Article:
The whole assembly is built on the PCB equivalent of the solderless breadboards we’re familiar with, which are available at many electronics retailers (See parts list).
Start by checking over your PCB for manufacturing errors, then mount the LM358. Best practice says to mount low-profile components like wire links and resistors first, but on this board, you have to count holes for accurate placement. In this case, mounting the IC first makes it much easier to count from this, than counting from the board edge. Alternatively, you could use an IC socket and insert the IC at the end of the build.
|1 x Wireless Doorbell#
|1 x Pack of Breadboard Wire Links
|1m x Light Duty Speaker Wire
|1 x 2kΩ Resistor*
|1 x 5.6kΩ Resistor*
|1 x 9.1kΩ Resistor*
|1 x 56kΩ Resistor*
|1 x 100kΩ Resistor*
|1 x 1MΩ Resistor*
|1 x 100kΩ Potentiometer
|1 x 100nF Capacitor
|1 x 10μF Electrolytic Capacitor
|2 x 1N4148 Diodes*
|1 x 1N4004 Diode*
|1 x BC337 NPN Transistor
|1 x LM358 IC
|4 x PCB Pins*
|4 x PCB Pin Sockets*
|1 x Two-way Terminal Block
|1 x Relay of Choice
|1 x Prototyping Breadboard
|1 x Cradle Relay
|1 x Cradle Relay Base
|1 x Reversing Buzzer
|1 x Strobe
* Quantity required, may only be sold in packs.
# The unit we used was discontinued. Part numbers listed are for current lines, but we have not tested them.
^ Not identical
Install the wire links, resistors, and diodes. Note that the wire links we used are standard breadboard wire links, and are coloured accordingly. We found it easier to colour the power rails with a coloured marker first.
Solder all the currently-mounted components and trim the leads, before adding the capacitors, transistor, and PCB pins. In this type of board, the PCB pins usually friction-fit which helps keep them in place when you turn the board over to solder. This is a pleasant contrast to custom PCBs, from which PCB pins usually drop out.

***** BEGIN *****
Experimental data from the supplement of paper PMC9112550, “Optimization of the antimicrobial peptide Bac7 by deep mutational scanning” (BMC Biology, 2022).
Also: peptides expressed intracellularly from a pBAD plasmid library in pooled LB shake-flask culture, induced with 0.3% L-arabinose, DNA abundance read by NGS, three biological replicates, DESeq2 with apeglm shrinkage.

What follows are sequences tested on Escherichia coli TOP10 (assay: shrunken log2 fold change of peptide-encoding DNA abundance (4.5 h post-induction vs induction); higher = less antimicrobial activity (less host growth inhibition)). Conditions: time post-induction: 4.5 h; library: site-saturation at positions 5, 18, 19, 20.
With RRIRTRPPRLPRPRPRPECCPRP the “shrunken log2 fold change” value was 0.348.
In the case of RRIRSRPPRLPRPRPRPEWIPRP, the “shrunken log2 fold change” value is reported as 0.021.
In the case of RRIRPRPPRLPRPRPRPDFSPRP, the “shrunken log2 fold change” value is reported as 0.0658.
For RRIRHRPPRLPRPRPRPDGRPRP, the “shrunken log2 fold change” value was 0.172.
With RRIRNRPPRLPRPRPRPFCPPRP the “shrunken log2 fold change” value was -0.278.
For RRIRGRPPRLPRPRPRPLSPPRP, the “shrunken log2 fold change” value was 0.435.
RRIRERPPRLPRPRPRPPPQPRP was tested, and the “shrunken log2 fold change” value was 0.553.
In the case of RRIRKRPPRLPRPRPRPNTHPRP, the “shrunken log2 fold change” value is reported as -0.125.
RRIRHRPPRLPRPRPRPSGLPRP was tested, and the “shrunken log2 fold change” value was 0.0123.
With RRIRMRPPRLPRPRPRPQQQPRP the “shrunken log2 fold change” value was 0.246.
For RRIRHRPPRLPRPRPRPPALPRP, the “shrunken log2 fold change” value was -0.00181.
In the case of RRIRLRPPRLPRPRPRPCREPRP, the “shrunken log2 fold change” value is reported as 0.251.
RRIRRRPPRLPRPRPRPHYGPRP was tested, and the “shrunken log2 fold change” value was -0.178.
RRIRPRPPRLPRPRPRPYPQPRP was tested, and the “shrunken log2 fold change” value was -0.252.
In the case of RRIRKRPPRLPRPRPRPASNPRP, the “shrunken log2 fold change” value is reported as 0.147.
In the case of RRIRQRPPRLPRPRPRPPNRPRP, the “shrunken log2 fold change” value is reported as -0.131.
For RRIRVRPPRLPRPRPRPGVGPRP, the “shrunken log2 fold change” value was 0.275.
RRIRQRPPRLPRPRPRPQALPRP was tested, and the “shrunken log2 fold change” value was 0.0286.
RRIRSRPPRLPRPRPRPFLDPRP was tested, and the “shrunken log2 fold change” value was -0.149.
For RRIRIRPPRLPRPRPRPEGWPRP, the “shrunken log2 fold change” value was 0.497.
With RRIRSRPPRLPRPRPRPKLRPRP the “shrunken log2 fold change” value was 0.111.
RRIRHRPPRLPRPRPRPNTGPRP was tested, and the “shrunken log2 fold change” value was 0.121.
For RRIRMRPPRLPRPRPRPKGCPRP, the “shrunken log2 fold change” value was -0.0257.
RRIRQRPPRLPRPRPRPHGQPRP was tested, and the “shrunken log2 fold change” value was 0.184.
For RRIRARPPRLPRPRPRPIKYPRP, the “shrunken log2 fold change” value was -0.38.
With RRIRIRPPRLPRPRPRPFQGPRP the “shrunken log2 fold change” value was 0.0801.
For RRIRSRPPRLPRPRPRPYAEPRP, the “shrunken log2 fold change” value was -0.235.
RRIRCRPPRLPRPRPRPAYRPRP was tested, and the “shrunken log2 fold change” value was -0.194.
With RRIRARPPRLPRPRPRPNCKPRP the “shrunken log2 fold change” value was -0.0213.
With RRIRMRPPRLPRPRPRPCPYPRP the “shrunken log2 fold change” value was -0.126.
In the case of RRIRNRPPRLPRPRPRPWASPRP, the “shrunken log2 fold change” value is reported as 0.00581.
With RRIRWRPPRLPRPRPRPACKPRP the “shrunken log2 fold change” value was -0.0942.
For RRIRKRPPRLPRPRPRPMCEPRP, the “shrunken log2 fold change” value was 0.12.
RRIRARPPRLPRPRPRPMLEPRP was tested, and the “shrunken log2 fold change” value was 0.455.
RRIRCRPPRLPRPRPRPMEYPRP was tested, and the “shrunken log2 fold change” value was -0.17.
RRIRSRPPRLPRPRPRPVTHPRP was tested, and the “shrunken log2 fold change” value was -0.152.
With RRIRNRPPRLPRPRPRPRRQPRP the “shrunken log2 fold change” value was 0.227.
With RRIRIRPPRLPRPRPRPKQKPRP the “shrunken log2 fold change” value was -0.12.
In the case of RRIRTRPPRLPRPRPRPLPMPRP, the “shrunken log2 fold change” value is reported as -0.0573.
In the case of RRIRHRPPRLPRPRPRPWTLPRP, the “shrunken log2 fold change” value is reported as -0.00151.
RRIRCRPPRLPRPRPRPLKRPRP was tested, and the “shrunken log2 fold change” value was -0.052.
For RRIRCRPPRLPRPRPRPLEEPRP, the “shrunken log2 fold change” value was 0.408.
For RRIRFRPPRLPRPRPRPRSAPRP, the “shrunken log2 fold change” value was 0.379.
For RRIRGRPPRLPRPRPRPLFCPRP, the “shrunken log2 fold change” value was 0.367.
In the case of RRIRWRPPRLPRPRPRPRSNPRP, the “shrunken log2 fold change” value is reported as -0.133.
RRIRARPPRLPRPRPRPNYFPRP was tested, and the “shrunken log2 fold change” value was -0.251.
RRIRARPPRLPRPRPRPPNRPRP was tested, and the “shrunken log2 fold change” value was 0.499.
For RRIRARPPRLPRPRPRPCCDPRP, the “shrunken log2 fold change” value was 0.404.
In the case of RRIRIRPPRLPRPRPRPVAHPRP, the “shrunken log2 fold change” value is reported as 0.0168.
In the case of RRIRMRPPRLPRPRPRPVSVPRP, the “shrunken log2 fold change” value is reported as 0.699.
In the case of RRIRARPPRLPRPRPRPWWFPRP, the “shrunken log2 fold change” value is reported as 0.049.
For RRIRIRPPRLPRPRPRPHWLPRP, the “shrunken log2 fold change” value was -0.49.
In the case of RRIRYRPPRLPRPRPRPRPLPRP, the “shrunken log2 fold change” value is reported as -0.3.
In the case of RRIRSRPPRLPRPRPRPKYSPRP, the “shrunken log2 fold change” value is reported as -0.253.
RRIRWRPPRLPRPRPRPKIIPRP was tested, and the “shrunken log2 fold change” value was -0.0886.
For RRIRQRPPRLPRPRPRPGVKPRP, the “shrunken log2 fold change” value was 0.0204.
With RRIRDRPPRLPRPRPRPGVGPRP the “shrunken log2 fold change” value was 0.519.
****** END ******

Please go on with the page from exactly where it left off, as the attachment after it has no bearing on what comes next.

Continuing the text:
Finally, add the potentiometer and terminal block.
Open up your wireless doorbell, and locate its speaker. Ours was at the end of short wires, and mounted to the inside of the lid. Solder a length of speaker wire to the speaker terminals, in addition to the wiring already connected to them. File a small slot in the side of the case for this wire to exit, and reassemble the doorbell. Crimp and solder PCB pin sockets to the other end of this wire, and heatshrink the exposed metal.
DO NOT ATTEMPT TO USE THIS PROJECT WITH MAINS VOLTAGES OR LOADS.
Wiring the relay depends on which relay you choose. We prototyped with a spare PCB relay, so we soldered wires on to its coil and connected them to the terminal block. If your relay has a screw-terminal or spade connector base, as our final design did, connect wires as relevant. The same goes for the switched load: Its wiring will be specific to your circumstances.
We designed the circuit to drive a relay so that you can switch whatever you want. If you are trying to use the doorbell in a high-noise environment, you could follow our example and connect a reversing buzzer and flashing light. For this, we swapped the PCB relay for a DPDT cradle type with a screw terminal base. We used the ‘common’ terminals to wire parallel to the power supply for the circuit, and the ‘normally open’ contacts to connect the load.
Other than that, the connected load is only limited by your imagination, your power supply, and the relay rating. You could switch on a 12V LED light strip up your driveway from your car or garden lights.
It may switch a fan. You could easily connect a second circuit, a latching circuit, to switch alternately on and off based on the shorter ‘on’ times of the relay in this circuit.
WHERE TO FROM HERE?
The first thing you may want to do is remove the annoying sound. This could be relevant to people who want to use this as a remote controlled relay and not as a supersized doorbell. To absolutely guarantee circuit functionality, it’s best to replace the speaker with a 1W 8Ω resistor to maintain amplifier load. Everything else remains the same.
If you did want a single power supply for your project, you could build a regulator to match your unit’s battery voltage and connect it to your project’s supply. This way, a 12V battery could run your circuit and relay, the doorbell, and the load.